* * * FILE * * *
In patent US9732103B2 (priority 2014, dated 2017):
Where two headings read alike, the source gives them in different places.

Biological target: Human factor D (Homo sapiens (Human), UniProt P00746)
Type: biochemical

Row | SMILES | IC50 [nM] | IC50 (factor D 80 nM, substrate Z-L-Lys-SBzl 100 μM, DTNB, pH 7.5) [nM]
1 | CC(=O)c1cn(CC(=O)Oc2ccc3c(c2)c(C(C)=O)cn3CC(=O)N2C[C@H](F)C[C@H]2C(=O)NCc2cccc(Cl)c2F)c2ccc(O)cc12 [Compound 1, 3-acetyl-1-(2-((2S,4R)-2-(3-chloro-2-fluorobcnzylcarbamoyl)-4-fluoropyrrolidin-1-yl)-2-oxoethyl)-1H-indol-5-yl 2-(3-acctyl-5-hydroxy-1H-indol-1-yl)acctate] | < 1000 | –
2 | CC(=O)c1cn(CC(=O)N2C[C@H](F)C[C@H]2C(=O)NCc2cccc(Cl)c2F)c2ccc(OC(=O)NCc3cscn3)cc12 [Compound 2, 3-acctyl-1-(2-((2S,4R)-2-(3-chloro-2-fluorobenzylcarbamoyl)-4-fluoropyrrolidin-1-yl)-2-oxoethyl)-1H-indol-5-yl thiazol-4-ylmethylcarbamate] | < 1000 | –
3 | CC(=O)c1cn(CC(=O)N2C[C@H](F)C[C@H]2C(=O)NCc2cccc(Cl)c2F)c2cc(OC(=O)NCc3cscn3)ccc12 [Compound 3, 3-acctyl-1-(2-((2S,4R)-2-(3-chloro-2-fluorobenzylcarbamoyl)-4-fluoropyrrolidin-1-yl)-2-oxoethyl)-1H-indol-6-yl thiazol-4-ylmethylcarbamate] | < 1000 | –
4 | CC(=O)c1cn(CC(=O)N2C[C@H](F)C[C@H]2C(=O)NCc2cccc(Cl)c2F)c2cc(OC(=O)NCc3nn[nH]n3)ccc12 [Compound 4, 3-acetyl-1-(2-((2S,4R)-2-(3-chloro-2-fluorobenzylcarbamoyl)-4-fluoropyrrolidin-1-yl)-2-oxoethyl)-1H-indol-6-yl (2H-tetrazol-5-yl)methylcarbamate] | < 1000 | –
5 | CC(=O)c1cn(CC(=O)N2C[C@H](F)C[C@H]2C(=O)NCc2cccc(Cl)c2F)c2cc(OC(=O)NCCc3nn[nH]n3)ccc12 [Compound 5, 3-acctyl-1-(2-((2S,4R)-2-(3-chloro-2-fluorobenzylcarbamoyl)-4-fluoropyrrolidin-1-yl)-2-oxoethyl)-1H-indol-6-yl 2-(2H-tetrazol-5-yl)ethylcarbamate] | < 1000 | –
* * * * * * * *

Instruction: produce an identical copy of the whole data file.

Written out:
In patent US9732103B2 (priority 2014, dated 2017):
Where two headings read alike, the source gives them in different places.

Biological target: Human factor D (Homo sapiens (Human), UniProt P00746)
Type: biochemical

Row | SMILES | IC50 [nM] | IC50 (factor D 80 nM, substrate Z-L-Lys-SBzl 100 μM, DTNB, pH 7.5) [nM]
1 | CC(=O)c1cn(CC(=O)Oc2ccc3c(c2)c(C(C)=O)cn3CC(=O)N2C[C@H](F)C[C@H]2C(=O)NCc2cccc(Cl)c2F)c2ccc(O)cc12 [Compound 1, 3-acetyl-1-(2-((2S,4R)-2-(3-chloro-2-fluorobcnzylcarbamoyl)-4-fluoropyrrolidin-1-yl)-2-oxoethyl)-1H-indol-5-yl 2-(3-acctyl-5-hydroxy-1H-indol-1-yl)acctate] | < 1000 | –
2 | CC(=O)c1cn(CC(=O)N2C[C@H](F)C[C@H]2C(=O)NCc2cccc(Cl)c2F)c2ccc(OC(=O)NCc3cscn3)cc12 [Compound 2, 3-acctyl-1-(2-((2S,4R)-2-(3-chloro-2-fluorobenzylcarbamoyl)-4-fluoropyrrolidin-1-yl)-2-oxoethyl)-1H-indol-5-yl thiazol-4-ylmethylcarbamate] | < 1000 | –
3 | CC(=O)c1cn(CC(=O)N2C[C@H](F)C[C@H]2C(=O)NCc2cccc(Cl)c2F)c2cc(OC(=O)NCc3cscn3)ccc12 [Compound 3, 3-acctyl-1-(2-((2S,4R)-2-(3-chloro-2-fluorobenzylcarbamoyl)-4-fluoropyrrolidin-1-yl)-2-oxoethyl)-1H-indol-6-yl thiazol-4-ylmethylcarbamate] | < 1000 | –
4 | CC(=O)c1cn(CC(=O)N2C[C@H](F)C[C@H]2C(=O)NCc2cccc(Cl)c2F)c2cc(OC(=O)NCc3nn[nH]n3)ccc12 [Compound 4, 3-acetyl-1-(2-((2S,4R)-2-(3-chloro-2-fluorobenzylcarbamoyl)-4-fluoropyrrolidin-1-yl)-2-oxoethyl)-1H-indol-6-yl (2H-tetrazol-5-yl)methylcarbamate] | < 1000 | –
5 | CC(=O)c1cn(CC(=O)N2C[C@H](F)C[C@H]2C(=O)NCc2cccc(Cl)c2F)c2cc(OC(=O)NCCc3nn[nH]n3)ccc12 [Compound 5, 3-acctyl-1-(2-((2S,4R)-2-(3-chloro-2-fluorobenzylcarbamoyl)-4-fluoropyrrolidin-1-yl)-2-oxoethyl)-1H-indol-6-yl 2-(2H-tetrazol-5-yl)ethylcarbamate] | < 1000 | –